TSX Again Finishes Negative

Health-Care Falls Most

Equities in Canada’s largest market again came out in the red Wednesday, as health-care stocks turned weaker, and energy couldn’t pick up the slack.

The S&P/TSX Composite Index dawdled 20.54 points to conclude Wednesday’s session at 16,167.56

The Canadian dollar recovered 0.16 cents at 75.21 cents U.S.

Health-care stocks took some bruises Wednesday, as Aurora Cannabis lost 25 cents, or 1.9%, to $12.97, while Bausch Health Companies slumped $1.22, or 3.5%, to $$33.78.

In the consumer discretionary field, Canada Goose Holdings took it on the chin $2.49, or 3.6%, to $66.93, while Canadian Tire handed back $1.81, or 1.3%, to $143.38.

Financials were a bit out of pocket, too, as Royal Bank sank 65 cents to $102.95, while CIBC shrank $1.19, or 1.1%, to $112.15.

Energy stocks tried to balance things out, as Canadian Natural Resources surged 89 cents, or 2.4%, to $37.83, while Imperial Oil gained 42 cents, or 1.2%, to $37.09.

Among gold stocks, Barrick Gold shone brighter 33 cents, or 1.9%, to $17.43, while Kinross Gold gained 15 cents, or 3.4%, to $4.56.

In materials, Agnico Eagle Mines was stronger $1.16, or 2%, to $58.83, while First Quantum Minerals eked up half a cent to $14.70.

As part of Tuesday’s federal budget, Finance Minister Bill Morneau said Canada will create a national drug agency to help cut the cost of prescription medications as part of a plan to broaden the state-funded healthcare program.

Moreover, the government will issue nearly 20% more bonds in the coming fiscal year to help the Liberal government fund its spending programs, ahead of an October election.


The TSX Venture Exchange finished higher 1.9 points to 637.97

Seven of the 12 TSX subgroups were lower, with health-care surrendering 1.9%, consumer discretionary stocks skidding 1.2%, and financials off 0.7%

The five gainers were led by energy, up 2.1%, gold, stronger 1.7%, and materials ahead 0.8%.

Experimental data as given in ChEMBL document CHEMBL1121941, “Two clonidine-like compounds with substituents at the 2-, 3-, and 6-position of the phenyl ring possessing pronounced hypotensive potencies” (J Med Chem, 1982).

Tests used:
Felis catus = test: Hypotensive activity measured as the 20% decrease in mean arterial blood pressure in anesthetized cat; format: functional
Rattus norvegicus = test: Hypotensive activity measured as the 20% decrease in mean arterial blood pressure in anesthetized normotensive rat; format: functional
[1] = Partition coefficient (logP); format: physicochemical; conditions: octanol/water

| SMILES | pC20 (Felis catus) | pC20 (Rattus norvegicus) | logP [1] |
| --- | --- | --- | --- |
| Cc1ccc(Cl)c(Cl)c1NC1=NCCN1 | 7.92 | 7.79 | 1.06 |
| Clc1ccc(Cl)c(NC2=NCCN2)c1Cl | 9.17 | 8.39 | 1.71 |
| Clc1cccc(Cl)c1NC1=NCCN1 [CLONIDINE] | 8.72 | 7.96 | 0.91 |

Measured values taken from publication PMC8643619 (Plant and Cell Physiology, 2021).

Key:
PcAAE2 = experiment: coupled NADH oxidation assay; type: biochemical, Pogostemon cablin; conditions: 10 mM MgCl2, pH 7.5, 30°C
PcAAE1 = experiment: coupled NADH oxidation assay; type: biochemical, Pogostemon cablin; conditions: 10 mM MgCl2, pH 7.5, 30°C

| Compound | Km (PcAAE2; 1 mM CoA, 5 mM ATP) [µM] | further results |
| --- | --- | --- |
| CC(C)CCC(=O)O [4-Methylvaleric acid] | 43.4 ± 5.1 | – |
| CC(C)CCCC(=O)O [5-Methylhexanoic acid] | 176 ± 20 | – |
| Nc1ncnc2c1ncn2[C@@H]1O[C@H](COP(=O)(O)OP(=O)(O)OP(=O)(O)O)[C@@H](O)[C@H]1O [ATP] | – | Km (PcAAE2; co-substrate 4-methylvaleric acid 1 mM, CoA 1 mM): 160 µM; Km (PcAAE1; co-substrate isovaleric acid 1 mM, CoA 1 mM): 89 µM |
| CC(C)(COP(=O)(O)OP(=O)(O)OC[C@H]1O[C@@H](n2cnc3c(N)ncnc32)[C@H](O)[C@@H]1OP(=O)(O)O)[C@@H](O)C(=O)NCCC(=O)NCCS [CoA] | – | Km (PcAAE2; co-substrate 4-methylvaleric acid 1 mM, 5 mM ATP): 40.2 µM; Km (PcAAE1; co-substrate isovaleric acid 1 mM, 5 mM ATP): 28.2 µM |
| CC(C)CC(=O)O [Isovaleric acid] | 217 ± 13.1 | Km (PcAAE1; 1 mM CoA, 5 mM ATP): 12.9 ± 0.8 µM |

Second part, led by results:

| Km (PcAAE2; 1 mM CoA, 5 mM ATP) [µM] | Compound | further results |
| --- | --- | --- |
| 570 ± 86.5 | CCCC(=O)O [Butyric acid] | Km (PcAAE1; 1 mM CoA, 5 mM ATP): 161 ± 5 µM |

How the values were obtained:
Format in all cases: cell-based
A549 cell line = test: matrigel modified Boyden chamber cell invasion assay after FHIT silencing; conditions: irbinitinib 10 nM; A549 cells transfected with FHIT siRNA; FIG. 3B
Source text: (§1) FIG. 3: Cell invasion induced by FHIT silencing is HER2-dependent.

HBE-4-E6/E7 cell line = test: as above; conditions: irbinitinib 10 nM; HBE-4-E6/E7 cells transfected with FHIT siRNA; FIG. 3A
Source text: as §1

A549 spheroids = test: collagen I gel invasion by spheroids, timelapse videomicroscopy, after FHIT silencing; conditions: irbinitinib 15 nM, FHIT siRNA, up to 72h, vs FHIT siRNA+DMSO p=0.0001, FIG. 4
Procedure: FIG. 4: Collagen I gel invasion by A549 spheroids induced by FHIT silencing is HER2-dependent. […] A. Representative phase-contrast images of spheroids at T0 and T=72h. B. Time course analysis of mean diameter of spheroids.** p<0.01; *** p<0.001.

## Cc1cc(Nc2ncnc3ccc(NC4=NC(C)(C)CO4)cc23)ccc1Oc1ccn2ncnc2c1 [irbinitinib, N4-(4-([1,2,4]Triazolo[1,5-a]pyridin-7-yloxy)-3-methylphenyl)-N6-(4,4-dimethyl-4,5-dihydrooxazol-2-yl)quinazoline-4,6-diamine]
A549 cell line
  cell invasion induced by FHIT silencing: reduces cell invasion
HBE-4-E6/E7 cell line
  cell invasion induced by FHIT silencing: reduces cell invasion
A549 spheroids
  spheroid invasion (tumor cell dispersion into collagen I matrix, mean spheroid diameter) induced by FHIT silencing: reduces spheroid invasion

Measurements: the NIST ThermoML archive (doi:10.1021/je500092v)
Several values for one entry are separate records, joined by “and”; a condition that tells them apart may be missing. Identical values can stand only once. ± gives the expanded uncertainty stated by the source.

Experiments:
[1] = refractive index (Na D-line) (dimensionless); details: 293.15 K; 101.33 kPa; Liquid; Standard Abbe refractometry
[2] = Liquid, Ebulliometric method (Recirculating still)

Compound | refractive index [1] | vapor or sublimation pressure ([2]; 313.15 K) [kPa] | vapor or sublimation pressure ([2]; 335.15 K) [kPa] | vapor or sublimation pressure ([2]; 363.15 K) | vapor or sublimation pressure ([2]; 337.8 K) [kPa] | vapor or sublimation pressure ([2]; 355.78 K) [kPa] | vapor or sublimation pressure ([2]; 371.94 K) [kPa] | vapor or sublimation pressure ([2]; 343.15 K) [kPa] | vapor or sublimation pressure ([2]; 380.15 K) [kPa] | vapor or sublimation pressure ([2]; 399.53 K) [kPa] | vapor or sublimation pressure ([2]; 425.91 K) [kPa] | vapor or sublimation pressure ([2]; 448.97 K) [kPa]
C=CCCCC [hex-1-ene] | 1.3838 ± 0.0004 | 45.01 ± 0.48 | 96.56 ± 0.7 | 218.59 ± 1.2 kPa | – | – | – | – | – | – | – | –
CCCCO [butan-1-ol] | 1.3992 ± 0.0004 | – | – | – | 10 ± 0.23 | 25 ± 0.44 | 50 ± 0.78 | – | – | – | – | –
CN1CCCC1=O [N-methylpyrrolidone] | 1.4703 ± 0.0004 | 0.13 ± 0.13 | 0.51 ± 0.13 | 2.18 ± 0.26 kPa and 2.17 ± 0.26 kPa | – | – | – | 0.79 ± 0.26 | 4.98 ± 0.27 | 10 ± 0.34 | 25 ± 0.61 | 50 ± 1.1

Stocks closed mostly lower in New York, after the Federal Reserve's latest monetary-policy announcement dragged Treasury yields lower, pushing bank shares down.

The Dow Jones Industrial Average slumbered 141.71 points to end Wednesday’s session at 25,745.67, as Goldman Sachs weighed most heavily

The S&P 500 sagged 8.34 points to 2,824.23

The NASDAQ Composite came out of its hole and actually gained 5.02 points to 7,728.97

The Fed brought down its 2019 rate-hike forecast to no increases down from two hikes. The central bank also indicated it intends to end the reduction of its massive $4.2-trillion balance sheet by September. However, the Fed also trimmed its economic growth forecast for 2019.

Banks also saw their share of losses, as Goldman Sachs declined 3.5% while Bank of America, Morgan Stanley, J.P. Morgan Chase and Citigroup all fell more than 2%.

FedEx shares fell more than 3% after CFO Alan Graf warned in the company's quarterly report that "slowing international macroeconomic conditions and weaker global trade growth trends continue, as seen in the year-over-year decline in our FedEx Express international revenue."

That warning was followed by UBS CEO Sergio Ermotti saying this is one of the worst first-quarter environments ever as investment banking revenue falls about a third from the year-earlier period. Meanwhile, German auto maker BMW said its earnings could fall significantly in 2019 and added it will cut $13.6 billion in costs.

Prices for the benchmark 10-year U.S. Treasury gained sharply, lowering yields to 2.53% from Tuesday’s 2.61%. Treasury prices and yields move in opposite directions.

Oil prices regained $1.09 to $60.12 U.S. a barrel.

Gold prices regained $7.70 to $1,314.20 U.S. an ounce.

Fed Says No More Rate Hikes, Stocks Fall